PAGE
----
Armistice Day later became known as Veteran’s Day, when Americans take time to reflect on the myriad of sacrifices made by our soldiers. As we celebrate the long weekend, let us remember what we are observing: Veteran’s Day. It is a time for Americans to remember the sacrifices made by those who have served our great country in the United States Armed Forces. - More...
Friday PM - November 09, 2018

jpg Letter / Opinion

Proposed Distillery at The Old Firehouse By Shauna Lee - Finally, after a long period of stagnation, I’ve seen the spark of change here in Ketchikan and it’s made me feel quite optimistic about our future. Businesses like Nibliks, SoHo Coho, Chinook and Company and Ketchikan Dry Goods have brought new life into the downtown core with their updated design aesthetic and merchandise that encourages our local dollars to stay local. Venues like the New York Café, the Bawden Street Brewery and the Fish House have brought us new menu offerings and the opportunity to eat, drink and be merry right here in our hometown. It’s an exciting time for the First City and I feel like we are on the precipice of a new era where we leave old outdated ideas behind and embrace what our future could be. So how do we keep this momentum going?

As a business person I have learned over the years that I am more successful when I reach out to other local businesses and organizations. Working with my fellow colleagues rather than against them, has been a recipe for success. I want to help other companies become successful because when their boat rises, I get to ride the same high tide. That is why I want to encourage the City of Ketchikan to support the proposed distillery at the old Ketchikan Fire Department location. - More...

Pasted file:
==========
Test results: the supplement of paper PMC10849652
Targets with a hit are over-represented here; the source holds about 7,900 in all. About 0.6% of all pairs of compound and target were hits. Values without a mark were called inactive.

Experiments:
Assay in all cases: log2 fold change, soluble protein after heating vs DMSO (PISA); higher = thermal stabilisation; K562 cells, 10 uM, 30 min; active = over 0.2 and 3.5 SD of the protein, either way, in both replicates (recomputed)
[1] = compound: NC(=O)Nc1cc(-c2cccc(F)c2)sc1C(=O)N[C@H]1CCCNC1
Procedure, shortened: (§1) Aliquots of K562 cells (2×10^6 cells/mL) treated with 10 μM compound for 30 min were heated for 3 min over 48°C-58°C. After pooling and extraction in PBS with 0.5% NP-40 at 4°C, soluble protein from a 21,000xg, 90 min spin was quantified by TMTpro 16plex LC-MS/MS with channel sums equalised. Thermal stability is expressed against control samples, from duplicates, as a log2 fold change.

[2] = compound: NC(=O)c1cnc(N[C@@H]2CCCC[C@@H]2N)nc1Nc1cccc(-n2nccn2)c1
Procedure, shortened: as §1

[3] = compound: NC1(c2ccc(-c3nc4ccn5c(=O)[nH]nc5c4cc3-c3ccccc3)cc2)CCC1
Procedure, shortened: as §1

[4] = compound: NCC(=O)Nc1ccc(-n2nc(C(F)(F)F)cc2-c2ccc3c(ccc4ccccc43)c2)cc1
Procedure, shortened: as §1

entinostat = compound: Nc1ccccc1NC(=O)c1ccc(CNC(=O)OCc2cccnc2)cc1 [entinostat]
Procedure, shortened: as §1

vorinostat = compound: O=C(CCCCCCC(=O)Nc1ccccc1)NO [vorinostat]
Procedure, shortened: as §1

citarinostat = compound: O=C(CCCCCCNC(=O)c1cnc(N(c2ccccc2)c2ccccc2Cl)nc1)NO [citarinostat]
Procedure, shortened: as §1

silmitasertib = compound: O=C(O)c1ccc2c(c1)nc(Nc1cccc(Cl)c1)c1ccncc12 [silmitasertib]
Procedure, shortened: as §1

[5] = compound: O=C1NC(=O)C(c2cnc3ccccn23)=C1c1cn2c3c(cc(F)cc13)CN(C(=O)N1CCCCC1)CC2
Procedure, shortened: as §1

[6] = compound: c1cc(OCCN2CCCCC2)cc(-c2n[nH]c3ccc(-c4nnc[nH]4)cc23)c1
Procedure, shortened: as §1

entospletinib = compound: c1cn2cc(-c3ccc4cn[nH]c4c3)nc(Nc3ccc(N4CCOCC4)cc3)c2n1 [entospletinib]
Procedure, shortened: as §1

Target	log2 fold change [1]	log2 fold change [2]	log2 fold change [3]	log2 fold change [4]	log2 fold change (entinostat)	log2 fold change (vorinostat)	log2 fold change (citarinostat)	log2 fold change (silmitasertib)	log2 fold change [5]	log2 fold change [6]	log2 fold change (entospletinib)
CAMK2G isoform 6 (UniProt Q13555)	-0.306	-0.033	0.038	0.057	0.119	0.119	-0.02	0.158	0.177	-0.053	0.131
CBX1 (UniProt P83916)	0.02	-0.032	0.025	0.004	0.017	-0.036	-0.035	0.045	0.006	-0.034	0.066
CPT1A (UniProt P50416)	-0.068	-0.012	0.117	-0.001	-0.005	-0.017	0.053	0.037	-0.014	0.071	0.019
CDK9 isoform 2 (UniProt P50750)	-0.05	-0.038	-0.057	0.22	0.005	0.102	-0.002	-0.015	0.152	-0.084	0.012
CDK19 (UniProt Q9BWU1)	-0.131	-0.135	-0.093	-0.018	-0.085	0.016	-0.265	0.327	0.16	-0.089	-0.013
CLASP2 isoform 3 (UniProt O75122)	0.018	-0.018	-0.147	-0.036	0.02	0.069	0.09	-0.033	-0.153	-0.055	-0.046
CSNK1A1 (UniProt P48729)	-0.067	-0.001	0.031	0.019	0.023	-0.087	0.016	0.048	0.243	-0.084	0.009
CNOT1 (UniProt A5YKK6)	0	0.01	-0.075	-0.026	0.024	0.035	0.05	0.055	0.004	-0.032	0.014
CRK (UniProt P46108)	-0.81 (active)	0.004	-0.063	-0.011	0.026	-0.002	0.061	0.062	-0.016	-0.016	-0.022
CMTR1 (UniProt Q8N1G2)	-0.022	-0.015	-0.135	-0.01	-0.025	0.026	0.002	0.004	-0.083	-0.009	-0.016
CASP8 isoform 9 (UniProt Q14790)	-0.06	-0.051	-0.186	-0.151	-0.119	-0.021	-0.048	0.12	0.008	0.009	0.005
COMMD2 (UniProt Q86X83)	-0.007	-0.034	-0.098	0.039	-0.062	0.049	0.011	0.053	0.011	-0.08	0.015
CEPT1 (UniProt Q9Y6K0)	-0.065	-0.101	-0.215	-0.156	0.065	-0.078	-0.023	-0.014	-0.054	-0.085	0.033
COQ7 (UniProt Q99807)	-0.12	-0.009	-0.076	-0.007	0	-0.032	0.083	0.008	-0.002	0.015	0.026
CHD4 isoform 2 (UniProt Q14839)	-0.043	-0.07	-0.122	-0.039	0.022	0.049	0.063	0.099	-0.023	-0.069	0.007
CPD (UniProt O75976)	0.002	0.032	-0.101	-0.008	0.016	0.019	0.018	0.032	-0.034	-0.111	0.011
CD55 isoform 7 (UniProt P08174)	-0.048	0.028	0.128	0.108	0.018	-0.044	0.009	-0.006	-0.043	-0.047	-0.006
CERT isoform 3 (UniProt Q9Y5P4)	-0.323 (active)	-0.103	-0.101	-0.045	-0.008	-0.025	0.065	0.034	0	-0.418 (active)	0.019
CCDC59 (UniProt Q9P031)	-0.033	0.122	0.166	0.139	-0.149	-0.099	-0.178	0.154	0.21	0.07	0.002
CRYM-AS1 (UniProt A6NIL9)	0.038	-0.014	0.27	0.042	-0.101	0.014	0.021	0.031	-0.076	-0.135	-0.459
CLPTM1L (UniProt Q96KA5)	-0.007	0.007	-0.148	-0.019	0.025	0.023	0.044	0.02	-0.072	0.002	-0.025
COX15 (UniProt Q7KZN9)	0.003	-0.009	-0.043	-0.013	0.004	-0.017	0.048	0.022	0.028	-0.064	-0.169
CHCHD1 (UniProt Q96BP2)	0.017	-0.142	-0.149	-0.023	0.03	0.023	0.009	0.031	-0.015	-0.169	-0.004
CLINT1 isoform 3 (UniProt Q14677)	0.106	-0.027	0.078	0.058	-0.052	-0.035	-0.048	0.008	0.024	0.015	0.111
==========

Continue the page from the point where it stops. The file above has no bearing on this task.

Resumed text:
Friday PM - November 09, 2018

jpg Letter / Opinion

The Lone Independent By Austin Otos - With the 2018 state elections coming to a close, the Alaska State House District 36 chose, yet again, an unaffiliated candidate to represent them in the state congress. For three consecutive terms, Dan Ortiz has inched out his opponents ranging from a well-connected political staffer, to a longstanding Ketchikan city council member, and finally our districts local republican chairman. Going into the 2018 Alaska state house, Ortiz will be the only unaffiliated representative in a sea of red and a pond of blue. The Republican running on restoring a full permanent fund dividend and reforming local property tax contributions to the state wasn’t enough to persuade voters of District 36. What mattered to voters more were the candidate’s actions such as door-to-door engagement, one-on-one personal communication, and community outreach.

Our brand of independence is an anomaly distinctly found amongst the residents who inhabit southeast Alaska. Being geographically isolated to islands and limited in resources, residents of southeast must work creatively together in order to accomplish community goals. I truly believe that partisan politics and blind party affiliation disrupts representation, siphoning individuals into two polarized groups. - More...
Friday PM - November 09, 2018

jpg Letter / Opinion

100 Years After WWI Ended By Donald and Elizabeth Moskowitz - WWI ended on November 11, 1918. In commemoration of the 100 year anniversary of the end of WWI my wife, Elizabeth Ann (Jones) Moskowitz, and myself, wish to acknowledge the service of WWI marines Alton Christmas Jones (wife's father) and William Howard Jones (wife's uncle) who fought in France and Belgium during September 1918 to November 1918.  

They fought in many WWI battles, including Belleau Wood, the Verdun operations, Aisne-Marne Offensive, Meuse-Argonne Offensive, St. Mihiel Offensive, and the Battle of Blanc Mont Ridge. William Howard received the French Croix de Guerre and the U.S. Silver Star for his service at Blanc Mont Ridge, France on October 3, 1918. The Silver Star award stated "by lying down in the middle of the road using his automatic pistol so effective that he staid the enemy counter attack until remainder of group could get in line." - More...
Friday PM - November 09, 2018